JERUSALEM -- An Israeli charged with exposing Israel's atomic bomb secrets said in a letter published today that he is being treated as 'state enemy No. 1' and will risk even death to get justice in his case.
Mordechai Vanunu, 32, addressed his complaints to his brother Meir, who is living in the United States, in a letter dated Jan. 1.
'My prison conditions have been very difficult up until now,' wrote Vanunu, who is in the 25th day of a hunger strike.
'Complete isolation,' he wrote from an undisclosed prison in Israel. 'One hour walking outside the cell in a small room. They prevent me from writing my thoughts and ideas to myself.'
In the letter published in the Ha'aretz newspaper, Vanunu mentioned his plan to go on a hunger strike to protest his imprisonment.
'They treat me like state enemy No. 1,' he wrote. 'I take upon myself the risk of harming my health, my body and even to die so that justice will be done.'
Most of the letter is a plea to Meir Vanunu to return to Israel to help his brother prepare for his trial on espionage and treason charges. It was published a day after Vanunu refused prison officials' conditions for meeting with his American girlfriend, Judy Zimmet.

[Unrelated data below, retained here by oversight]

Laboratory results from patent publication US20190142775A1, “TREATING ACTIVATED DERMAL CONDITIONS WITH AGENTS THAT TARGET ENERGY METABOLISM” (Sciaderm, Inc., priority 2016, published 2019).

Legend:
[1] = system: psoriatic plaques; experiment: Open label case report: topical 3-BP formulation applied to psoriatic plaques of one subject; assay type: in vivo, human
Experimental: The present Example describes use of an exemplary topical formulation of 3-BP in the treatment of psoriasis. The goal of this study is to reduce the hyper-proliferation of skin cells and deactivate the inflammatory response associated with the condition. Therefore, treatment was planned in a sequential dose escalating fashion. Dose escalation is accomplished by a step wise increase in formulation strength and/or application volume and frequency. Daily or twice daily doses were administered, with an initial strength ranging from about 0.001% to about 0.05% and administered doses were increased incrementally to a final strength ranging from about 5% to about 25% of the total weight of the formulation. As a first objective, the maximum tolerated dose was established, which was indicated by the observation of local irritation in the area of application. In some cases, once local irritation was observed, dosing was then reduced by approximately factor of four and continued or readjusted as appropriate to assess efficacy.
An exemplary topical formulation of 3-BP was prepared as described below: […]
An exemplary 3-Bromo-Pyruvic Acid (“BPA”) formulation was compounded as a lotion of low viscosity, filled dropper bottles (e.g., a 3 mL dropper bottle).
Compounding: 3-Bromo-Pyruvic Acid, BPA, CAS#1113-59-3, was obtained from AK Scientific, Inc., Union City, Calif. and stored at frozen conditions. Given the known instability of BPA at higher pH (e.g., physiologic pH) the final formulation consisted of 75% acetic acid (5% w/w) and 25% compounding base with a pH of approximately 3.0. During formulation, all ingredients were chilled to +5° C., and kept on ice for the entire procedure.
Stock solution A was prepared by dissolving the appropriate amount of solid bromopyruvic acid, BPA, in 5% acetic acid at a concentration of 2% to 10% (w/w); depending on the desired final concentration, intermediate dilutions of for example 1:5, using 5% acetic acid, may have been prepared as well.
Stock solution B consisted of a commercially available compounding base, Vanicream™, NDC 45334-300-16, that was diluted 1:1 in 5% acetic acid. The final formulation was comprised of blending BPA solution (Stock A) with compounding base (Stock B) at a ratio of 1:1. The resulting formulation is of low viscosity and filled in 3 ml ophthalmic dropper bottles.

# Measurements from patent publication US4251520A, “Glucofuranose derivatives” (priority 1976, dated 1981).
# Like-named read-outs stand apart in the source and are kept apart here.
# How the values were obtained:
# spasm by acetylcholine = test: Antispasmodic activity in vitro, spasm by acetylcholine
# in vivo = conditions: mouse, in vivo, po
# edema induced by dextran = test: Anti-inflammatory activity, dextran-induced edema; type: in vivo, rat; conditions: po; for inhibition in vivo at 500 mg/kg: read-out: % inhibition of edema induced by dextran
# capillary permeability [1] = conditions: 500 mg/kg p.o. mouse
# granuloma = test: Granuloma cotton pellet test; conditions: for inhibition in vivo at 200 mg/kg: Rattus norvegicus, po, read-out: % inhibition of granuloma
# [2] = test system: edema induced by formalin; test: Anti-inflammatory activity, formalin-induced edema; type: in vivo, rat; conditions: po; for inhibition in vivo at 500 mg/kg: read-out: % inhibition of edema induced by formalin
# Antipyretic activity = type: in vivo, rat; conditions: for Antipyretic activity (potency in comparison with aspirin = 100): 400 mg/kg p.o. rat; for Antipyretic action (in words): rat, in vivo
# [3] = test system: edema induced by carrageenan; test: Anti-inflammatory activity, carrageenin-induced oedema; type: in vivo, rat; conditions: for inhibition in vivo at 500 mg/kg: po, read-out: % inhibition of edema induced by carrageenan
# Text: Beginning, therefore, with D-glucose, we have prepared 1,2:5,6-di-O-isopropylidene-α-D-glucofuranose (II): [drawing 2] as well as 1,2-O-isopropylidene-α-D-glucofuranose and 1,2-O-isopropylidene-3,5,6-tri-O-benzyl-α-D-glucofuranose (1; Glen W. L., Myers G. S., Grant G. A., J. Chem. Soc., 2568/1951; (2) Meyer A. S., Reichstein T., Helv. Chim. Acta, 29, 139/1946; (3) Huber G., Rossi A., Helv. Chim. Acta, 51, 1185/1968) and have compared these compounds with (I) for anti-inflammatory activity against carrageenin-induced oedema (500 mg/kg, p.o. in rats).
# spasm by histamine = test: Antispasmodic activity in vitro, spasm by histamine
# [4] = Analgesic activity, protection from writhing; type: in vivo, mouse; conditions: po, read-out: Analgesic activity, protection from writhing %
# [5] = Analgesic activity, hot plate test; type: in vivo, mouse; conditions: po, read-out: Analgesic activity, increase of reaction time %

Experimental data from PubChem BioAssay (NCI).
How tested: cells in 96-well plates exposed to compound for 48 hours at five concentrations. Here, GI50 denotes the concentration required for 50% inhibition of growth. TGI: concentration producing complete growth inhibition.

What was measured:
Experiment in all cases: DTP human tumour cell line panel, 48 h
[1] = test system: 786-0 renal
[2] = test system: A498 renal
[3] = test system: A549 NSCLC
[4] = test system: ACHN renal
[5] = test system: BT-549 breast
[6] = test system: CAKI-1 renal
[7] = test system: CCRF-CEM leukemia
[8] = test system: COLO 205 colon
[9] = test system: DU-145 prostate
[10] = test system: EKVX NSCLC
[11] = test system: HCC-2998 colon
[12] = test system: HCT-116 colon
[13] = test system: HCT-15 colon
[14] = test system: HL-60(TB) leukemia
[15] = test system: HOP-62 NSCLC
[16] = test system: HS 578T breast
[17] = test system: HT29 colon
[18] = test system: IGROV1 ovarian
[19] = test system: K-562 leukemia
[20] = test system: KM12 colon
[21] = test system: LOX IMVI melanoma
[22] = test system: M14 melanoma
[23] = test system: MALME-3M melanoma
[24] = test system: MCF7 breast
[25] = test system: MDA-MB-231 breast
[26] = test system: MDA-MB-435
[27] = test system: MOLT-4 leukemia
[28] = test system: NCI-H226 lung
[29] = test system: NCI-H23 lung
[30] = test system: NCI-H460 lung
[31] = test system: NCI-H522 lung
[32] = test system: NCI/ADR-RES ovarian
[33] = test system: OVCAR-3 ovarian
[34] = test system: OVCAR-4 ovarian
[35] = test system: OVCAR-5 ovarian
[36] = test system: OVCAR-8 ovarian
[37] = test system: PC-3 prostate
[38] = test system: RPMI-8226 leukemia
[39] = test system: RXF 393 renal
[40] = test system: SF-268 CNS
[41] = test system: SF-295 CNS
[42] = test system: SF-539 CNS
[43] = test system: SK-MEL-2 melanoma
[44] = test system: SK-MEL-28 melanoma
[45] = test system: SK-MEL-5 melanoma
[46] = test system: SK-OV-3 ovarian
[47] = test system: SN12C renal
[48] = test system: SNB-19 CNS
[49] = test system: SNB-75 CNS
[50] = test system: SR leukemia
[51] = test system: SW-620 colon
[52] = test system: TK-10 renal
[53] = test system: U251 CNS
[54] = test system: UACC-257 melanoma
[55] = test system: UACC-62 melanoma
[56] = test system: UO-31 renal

Zimmet said she has not seen Vanunu since he vanished in London Sept. 30. His whereabouts were a mystery until Nov. 9, when the Israeli government announced he was in custody in Israel.
Vanunu, a former technician at the Dimona nuclear research plant in Israel's southern Negev Desert, disappeared five days before a British newspaper published an article saying Israel has secretly built between 100 and 200 atomic warheads at Dimona.
The Sunday Times of London said its primary source for the article was Vanunu, a Moroccan-born Jew who was laid off his job at the plant in a reported cost-cutting move in November 1985.
Israel has a long-standing policy of refusing to comment on its nuclear weapons capability, which the Sunday Times story said has given Israel the world's sixth largest nuclear arsenal.
The Israeli government repeatedly has denied reports that agents of its Mossad foreign intelligence service kidnapped Vanunu in Europe and returned him to Israel to stand trial.
Vanunu, arriving for a court hearing Dec. 21 in Jerusalem, scribbled a message on his left palm and flashed it to reporters to indicate that he was abducted just after landing at Rome's Fiumicino airport on a British Airways flight on Sept. 30.
On Nov. 28, Vanunu was indicted on treason and espionage charges. Government prosecutors have decided against seeking the death sentence, so Vanunu faces up to 55 years in prison if convicted.